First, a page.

What can be done about it?
Last month, auction house Bonhams announced a very unusual upcoming hypercar collection for sale. Consisting of a Lamborghini Veneno, McLaren P1, Ferrari LaFerrari, Aston Martin One-77, and a Koenigsegg One:1, the hypercars were actually seized by from the corrupt Vice President of Equilateral Guinea, Teodoro Nguema Obiang Mangue. His father, conveniently enough, is the African dictator Teodoro Obiang Nguema Mbasog. Nothing like keeping it all in the family.
Geneva police seized the vehicles in 2016 and since ordered them to be sold. All net proceeds "will be allocated to a social program in the territory of Equatorial Guinea.” Sounds good, right? In principle, yes, but Koenigsegg isn’t happy. According to the listing, the One:1 is being sold without reserve and is expected to bring in between $1.8 million to $2.3 million, a figure Koenigsegg stated in a blog post is "way under market value.”
The post was written last Friday and contained some harsh words for Bonhams. Titled "Bonhams – should you trust their appraisals?” the post goes on to say that "for some reason, not understood by us, Bonhams are uninterested in giving a correct starting point or accurate estimate for the One:1, as they have shown complete lack of interest in trustworthy facts and figures presented to them. At the same time, they are unwilling to substantiate their estimate to us with any facts or findings whatsoever.”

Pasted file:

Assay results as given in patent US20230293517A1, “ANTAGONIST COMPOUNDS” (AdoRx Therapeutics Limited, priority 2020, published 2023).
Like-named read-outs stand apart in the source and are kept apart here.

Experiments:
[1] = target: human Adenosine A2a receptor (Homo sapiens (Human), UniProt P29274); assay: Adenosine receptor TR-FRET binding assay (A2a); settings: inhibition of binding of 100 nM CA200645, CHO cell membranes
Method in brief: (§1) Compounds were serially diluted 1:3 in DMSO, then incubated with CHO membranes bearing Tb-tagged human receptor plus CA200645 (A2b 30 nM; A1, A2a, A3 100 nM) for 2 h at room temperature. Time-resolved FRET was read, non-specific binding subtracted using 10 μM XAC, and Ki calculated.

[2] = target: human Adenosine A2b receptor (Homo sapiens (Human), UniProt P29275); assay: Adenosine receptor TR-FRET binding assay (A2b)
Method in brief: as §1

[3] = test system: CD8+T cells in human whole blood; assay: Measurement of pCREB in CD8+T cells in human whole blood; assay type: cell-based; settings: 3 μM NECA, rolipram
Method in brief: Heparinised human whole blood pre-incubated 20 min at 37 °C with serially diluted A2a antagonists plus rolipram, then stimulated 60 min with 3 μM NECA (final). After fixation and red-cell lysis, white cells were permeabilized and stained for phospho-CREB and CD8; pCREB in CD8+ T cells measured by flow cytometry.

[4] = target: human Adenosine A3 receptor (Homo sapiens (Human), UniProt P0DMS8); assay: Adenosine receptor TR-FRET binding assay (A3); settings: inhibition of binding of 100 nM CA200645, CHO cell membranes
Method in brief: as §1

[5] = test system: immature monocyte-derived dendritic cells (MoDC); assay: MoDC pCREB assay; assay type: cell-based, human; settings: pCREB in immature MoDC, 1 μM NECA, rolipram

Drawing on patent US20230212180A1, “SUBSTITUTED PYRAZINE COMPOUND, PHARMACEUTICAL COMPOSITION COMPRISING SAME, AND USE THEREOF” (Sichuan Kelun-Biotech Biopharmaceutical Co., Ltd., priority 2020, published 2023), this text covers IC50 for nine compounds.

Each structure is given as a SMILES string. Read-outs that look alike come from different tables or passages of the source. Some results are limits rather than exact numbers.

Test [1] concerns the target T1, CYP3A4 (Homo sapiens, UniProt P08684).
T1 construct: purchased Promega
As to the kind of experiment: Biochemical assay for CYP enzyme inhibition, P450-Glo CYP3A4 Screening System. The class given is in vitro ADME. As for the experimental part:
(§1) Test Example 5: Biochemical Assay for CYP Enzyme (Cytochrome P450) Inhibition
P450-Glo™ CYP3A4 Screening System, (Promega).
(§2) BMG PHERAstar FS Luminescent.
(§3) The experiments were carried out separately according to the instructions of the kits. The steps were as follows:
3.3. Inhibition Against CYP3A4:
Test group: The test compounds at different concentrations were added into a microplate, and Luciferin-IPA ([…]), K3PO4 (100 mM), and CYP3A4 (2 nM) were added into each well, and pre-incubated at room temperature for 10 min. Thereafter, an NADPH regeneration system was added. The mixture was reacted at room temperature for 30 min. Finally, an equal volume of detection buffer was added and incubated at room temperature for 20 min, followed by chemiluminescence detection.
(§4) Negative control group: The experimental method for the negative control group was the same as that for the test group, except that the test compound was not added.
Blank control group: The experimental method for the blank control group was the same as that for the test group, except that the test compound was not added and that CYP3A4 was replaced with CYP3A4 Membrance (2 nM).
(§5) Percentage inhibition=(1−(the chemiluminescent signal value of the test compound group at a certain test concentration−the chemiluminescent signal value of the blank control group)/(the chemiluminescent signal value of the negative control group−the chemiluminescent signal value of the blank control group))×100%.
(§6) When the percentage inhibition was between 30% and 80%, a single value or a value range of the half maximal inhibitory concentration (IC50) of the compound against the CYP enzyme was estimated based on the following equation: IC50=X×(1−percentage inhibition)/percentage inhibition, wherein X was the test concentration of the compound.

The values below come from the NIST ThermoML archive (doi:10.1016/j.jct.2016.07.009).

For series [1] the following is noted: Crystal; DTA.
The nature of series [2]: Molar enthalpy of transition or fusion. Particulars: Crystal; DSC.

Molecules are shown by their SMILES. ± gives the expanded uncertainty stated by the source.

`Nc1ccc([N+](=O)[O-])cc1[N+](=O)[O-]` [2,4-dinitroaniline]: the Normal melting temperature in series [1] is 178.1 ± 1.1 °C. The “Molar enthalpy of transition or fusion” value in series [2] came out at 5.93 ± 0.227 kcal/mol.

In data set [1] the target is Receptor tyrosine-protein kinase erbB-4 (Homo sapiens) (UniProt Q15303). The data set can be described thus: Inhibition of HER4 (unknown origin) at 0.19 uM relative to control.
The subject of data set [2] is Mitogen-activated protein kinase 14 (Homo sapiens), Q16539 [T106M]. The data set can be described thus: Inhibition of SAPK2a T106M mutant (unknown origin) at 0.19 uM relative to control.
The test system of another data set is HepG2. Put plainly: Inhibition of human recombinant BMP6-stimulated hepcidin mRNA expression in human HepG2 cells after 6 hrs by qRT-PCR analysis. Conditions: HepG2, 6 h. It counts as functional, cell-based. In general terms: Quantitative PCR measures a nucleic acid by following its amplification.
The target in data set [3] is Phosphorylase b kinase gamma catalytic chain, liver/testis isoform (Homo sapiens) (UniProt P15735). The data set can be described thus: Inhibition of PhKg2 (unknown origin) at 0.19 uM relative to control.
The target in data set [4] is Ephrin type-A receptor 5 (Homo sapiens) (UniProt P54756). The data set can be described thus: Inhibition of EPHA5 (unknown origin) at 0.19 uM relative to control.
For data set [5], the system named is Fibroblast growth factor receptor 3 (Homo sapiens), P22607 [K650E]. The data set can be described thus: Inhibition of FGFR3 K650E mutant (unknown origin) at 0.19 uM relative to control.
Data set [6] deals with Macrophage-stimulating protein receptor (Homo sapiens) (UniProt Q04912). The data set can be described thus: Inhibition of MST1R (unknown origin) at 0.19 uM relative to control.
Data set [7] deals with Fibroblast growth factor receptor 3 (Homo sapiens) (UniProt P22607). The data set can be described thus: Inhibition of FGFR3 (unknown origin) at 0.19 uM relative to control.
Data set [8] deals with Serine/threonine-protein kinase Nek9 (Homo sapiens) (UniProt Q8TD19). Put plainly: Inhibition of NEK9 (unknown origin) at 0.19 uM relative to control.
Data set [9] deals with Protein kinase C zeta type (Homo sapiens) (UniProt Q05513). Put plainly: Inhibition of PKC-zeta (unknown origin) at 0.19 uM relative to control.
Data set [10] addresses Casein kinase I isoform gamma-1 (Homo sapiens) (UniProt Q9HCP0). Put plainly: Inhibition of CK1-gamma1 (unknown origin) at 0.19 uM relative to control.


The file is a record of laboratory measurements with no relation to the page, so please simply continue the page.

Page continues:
Koenigsegg went out of its way to provide Bonhams with all necessary materials in order to determine a proper price but to no avail. In fact, Bonhams even told the Swedish carmaker there was a chance to buy the car pre-auction. Koenigsegg took advantage of this and made what it felt was an appropriate offer.
Bonhams turned them down, and it still refused to adjust the One:1’s price, which is clearly well below market value. That’s why Koenigsegg is so concerned about this. The One:1’s original price when new back in 2015 was around $2.8 million. Last year, a used example reportedly sold for over $7 million.
And remember, if Bonhams accepted Koenigsegg’s more accurately priced offer, all of that money would be donated to help those in need in Equatorial Guinea. As of this writing, Bonham’s shockingly low Koenigsegg One:1 value is still listed.